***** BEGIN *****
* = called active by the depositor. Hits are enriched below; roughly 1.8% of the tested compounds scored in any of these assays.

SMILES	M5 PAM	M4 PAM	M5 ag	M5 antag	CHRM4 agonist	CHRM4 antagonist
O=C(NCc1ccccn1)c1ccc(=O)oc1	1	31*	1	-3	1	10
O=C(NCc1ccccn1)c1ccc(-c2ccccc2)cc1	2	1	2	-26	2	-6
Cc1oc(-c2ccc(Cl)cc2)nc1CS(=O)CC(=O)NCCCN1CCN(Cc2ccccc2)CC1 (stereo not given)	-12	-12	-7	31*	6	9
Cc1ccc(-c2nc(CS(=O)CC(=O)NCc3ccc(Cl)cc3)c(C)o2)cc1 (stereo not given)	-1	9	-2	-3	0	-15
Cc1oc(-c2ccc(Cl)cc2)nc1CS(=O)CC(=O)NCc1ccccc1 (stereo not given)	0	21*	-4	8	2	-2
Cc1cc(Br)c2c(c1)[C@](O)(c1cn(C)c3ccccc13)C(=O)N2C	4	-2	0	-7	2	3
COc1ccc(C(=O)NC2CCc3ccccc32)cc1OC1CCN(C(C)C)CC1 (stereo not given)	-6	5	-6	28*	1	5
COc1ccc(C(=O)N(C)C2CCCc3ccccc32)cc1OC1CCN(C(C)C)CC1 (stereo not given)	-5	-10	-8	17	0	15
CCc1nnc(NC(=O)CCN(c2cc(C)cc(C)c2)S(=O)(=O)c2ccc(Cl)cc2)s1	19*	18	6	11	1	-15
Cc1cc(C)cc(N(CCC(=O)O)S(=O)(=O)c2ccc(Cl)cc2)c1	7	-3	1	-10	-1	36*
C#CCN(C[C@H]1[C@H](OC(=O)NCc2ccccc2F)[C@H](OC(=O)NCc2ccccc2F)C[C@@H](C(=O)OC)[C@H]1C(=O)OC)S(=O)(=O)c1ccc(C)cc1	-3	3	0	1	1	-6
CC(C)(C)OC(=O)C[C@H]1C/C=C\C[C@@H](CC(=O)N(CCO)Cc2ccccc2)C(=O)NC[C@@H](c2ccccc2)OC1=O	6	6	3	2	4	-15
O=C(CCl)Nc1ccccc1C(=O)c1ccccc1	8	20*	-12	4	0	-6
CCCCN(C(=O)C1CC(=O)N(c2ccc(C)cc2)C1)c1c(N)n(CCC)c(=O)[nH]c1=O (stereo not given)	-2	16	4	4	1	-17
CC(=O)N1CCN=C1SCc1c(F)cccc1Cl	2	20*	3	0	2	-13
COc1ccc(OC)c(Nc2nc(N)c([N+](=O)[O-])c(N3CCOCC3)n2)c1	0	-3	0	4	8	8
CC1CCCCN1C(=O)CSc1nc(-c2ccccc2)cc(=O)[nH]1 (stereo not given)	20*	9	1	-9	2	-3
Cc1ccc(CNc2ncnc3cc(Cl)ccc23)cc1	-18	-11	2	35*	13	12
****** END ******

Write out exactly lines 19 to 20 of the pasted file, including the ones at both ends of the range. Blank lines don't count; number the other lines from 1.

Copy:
CC1CCCCN1C(=O)CSc1nc(-c2ccccc2)cc(=O)[nH]1 (stereo not given)	20*	9	1	-9	2	-3
Cc1ccc(CNc2ncnc3cc(Cl)ccc23)cc1	-18	-11	2	35*	13	12